My boyfriend and I are going to Japan in April. It will be my second trip but his first. He is a big japanese animation fan. I would like to plan a day for us to go to the Naruto Bridge. How do I do this?We want to be primarily in Tokyo but see a few other things. So we are open to starting in Tokyo then maybe transitioning to another location, but ultimatley we would have to return to Tokyo for our return flight.I am a little worried about the transportation and where to stay. HELP !!!
Park Hotel Tokyo, Japan
Tel: 81 3 6252 1111
Located on the 25th floor of a skyscraper tower, this hotel, open since 2003, is in Shiodome, a new high-rise district close to Shimbashi and Ginza. The rooms are simple, with modern decor and floor-to-ceiling windows. In the ten-story atrium, there's a lobby bar and a selection of stylish restaurants including Hanasanshou, where superior Japanese food is served, using ingredients from a Kyoto farm. It has far more full-service amenities than other budget hotels in Tokyo: In-room massage is on offer until 2 a.m., and 24-hour room service is available for light meals.
Hotel Villa Fontaine Shiodome, Japan
Tel: 81 3 3569 2220
A rate of 10,000 yen (about $85) for a single has ensured that this 497-room hotel, opened in August 2004, is always busy. Accommodations are simple but a vast improvement on the dreary boxes that pass for rooms in many regular Japanese business hotels. Roomy singles have queen-size beds; Premium Relaxation rooms come with king-size beds, sofa, and desk; "Healing Rooms" overlook the hotel's towering atrium and come with ionizing humidifiers, foot massage machines, and contour pillows. There's free high-speed Internet access throughout. And the hotel is one minute from Shiodome Station.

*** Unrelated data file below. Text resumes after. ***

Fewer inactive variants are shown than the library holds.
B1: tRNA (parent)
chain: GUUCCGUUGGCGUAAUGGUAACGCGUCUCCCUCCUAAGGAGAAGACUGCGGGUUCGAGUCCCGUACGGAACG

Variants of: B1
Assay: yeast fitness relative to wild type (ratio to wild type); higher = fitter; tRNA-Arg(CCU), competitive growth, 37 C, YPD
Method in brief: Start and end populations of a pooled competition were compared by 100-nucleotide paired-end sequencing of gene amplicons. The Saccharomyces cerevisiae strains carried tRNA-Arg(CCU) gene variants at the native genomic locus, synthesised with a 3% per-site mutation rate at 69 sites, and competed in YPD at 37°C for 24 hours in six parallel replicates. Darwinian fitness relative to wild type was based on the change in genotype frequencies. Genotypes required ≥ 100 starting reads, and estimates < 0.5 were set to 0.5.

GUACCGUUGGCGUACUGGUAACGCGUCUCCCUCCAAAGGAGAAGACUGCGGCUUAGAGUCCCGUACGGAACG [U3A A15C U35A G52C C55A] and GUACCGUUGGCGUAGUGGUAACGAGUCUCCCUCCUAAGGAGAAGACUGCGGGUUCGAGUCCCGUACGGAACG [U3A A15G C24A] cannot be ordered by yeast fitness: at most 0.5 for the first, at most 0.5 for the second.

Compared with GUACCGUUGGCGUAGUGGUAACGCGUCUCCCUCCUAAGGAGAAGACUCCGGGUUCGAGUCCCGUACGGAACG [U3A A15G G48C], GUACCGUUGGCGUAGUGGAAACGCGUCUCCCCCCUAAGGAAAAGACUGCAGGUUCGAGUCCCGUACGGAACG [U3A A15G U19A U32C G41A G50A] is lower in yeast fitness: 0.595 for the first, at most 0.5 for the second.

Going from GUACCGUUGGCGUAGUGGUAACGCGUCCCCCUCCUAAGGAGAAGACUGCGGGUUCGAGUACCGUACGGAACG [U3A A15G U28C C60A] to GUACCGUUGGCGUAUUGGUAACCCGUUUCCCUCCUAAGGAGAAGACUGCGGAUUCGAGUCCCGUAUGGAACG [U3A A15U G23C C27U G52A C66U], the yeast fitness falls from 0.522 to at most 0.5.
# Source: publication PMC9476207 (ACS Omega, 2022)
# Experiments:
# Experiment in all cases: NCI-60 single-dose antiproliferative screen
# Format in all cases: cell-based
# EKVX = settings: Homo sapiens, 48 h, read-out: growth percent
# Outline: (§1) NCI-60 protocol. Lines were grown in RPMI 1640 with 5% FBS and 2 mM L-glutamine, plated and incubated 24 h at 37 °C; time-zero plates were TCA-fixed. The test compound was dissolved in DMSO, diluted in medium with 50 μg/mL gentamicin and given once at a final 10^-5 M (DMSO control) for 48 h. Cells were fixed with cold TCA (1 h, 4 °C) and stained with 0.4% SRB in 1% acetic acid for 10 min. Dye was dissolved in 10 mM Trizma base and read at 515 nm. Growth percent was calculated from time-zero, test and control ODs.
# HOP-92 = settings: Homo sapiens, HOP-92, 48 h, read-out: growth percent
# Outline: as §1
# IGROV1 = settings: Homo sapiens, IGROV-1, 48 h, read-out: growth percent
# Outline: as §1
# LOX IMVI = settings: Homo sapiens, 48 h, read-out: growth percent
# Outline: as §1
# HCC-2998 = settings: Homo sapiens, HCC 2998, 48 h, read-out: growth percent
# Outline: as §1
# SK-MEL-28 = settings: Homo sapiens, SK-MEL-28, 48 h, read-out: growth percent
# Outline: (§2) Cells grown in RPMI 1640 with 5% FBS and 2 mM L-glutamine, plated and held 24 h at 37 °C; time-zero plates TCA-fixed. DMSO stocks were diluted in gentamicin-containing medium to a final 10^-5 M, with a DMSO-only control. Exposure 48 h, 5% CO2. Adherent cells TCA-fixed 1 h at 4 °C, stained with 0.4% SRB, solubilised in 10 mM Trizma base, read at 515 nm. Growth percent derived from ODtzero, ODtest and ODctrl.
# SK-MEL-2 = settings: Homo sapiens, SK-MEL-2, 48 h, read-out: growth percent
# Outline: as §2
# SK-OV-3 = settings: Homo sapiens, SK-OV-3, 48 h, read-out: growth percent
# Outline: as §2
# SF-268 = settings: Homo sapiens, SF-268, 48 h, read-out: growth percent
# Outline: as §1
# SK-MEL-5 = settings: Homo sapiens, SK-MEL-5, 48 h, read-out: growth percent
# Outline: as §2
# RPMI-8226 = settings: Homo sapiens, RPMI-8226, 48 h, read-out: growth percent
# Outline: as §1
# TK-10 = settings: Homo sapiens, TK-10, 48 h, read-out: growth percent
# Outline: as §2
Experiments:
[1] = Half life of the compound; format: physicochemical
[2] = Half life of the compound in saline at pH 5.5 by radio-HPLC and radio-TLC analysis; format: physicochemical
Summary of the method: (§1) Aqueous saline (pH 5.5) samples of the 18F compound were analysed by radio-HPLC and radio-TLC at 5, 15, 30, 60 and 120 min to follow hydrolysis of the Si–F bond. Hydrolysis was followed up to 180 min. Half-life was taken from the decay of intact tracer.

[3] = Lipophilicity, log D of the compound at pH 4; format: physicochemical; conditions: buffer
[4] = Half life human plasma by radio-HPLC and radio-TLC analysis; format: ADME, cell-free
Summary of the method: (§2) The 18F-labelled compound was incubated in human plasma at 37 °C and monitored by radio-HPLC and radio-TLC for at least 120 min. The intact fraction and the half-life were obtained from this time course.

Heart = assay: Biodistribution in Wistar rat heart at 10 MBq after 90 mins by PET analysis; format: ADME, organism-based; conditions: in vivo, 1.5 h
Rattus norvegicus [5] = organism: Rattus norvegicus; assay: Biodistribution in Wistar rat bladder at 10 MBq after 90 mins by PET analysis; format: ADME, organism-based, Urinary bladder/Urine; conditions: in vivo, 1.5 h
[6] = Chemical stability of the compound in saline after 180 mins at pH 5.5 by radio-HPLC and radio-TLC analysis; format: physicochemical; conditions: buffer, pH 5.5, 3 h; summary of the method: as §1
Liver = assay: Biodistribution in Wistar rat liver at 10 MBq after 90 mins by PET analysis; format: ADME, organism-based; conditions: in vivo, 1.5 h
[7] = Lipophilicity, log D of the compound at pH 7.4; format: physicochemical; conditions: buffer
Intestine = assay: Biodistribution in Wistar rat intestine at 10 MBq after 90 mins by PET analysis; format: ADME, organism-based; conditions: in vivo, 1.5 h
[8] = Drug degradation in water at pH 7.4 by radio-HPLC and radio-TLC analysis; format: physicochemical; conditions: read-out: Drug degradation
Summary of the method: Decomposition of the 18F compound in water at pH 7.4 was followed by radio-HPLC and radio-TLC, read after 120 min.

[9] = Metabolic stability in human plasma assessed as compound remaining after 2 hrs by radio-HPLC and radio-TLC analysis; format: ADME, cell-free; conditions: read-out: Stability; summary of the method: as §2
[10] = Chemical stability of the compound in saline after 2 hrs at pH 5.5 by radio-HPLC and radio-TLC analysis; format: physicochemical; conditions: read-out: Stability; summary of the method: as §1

Ginza Yoshimizu, Japan
Tel: 81 3 3248 4432
For a thoroughly Japanese experience in the center of Tokyo, try this 11-room eco-conscious inn. A rare find, it's located in a skinny nine-story building a short stroll from the department stores of Ginza. Shoes are removed at the door, and from then on there are no phones or refrigerators, and absolutely no televisions. The only sound is likely to be from Japanese musicians practicing in the studio below. Rooms all have shoji paper screens and tatami floors; futon mattresses are rolled out at night in typical Japanese fashion. Everything is organic herefrom the Japanese breakfast to the cotton in the mattresses. Some rooms are en suite, but there are also two shared bathsa classic feature of a Japanese inn. This place is popular among the kabuki actors who perform in the nearby theater.